Rosarios, I've always found something new to uncover.
For example, on a recent visit I found a "new" cavern. Over the years, I've taken tours of a number of established caverns. Some of the worst have been Meramec Caverns in Missouri, its stalactites picked over by tourists and thieves, and Ruby Falls in Tennessee, with its tacky music, cheesy light show and underground waterfall with the look and feel of basement plumbing that's sprung a serious leak.
I do hold a tender spot for Cave of the Mounds in southwest Wisconsin, which smaller formations are nonetheless impressive, lending an overall atmosphere both natural and enchanting. Mammoth Cave in Kentucky, on the other hand, is indeed massive, but made up mostly of endless grey cave walls and few cavern formations.
Still on my list to see are the Luray Caverns in Virginia and Carlsbad Caverns National Park in New Mexico. And if I should venture deeply into Europe, the Postojna Caves in Slovenia would appear on my itinerary.
Until then, I have found a cave that one ups any cavern I've visited in the past: Natural Bridge Caverns near New Braunsfels, Texas. Though more wet and steep than other cavern tours, it is well worth the effort. Its graded pathways lead into one magnificent room after another, the size of cathedrals and just as awe-inspiring. Its multi-million-year-old, dramatically lit formations tower above and below in a variety of earth-crafted sculpture installations, true art without need for the human touch. Bats also once inhabited these caves, but no longer.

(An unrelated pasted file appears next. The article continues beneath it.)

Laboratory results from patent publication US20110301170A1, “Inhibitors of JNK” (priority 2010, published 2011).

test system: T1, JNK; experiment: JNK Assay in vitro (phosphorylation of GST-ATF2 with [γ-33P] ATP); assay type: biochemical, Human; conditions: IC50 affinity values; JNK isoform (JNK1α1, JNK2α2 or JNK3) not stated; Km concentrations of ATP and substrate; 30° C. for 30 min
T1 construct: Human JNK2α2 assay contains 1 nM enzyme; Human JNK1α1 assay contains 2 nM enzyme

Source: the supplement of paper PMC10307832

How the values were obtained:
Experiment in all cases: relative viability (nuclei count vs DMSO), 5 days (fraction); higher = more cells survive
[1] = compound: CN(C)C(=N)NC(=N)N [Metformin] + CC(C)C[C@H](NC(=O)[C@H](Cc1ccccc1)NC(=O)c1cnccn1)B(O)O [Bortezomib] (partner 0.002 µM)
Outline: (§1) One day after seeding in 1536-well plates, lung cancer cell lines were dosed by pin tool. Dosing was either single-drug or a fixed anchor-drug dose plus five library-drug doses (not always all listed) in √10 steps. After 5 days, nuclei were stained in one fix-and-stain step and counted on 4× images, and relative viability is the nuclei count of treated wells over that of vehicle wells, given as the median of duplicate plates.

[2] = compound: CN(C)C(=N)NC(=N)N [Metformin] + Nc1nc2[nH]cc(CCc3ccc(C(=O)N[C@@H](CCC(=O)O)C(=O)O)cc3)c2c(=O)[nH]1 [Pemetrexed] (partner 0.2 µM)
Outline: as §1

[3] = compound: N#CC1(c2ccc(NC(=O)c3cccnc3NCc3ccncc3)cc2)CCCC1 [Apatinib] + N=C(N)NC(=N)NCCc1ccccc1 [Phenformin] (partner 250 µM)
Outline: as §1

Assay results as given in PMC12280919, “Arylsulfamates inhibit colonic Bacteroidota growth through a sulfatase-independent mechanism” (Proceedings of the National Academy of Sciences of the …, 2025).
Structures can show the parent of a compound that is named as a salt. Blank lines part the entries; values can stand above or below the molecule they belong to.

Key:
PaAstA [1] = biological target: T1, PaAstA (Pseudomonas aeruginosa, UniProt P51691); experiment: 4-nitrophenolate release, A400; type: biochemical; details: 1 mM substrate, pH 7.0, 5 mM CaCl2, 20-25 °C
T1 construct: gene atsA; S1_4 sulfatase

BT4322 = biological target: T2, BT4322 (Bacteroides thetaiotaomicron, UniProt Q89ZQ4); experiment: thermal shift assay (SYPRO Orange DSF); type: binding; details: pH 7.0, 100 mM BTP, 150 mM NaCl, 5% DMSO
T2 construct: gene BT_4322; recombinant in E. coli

Take the Discovery Tour, lasting 70 minutes and tracing 3/4 of a mile down, around and up the railed, and sometimes unrailed, paths.
Afterward, I had fun digging through a huge tray of polished gemstones in the giftshop, stuffing an array of solid, striped and marbled stones of every color into a small drawstring bag for only $6. Many may be destined for my upcoming earring and necklace jewelry projects.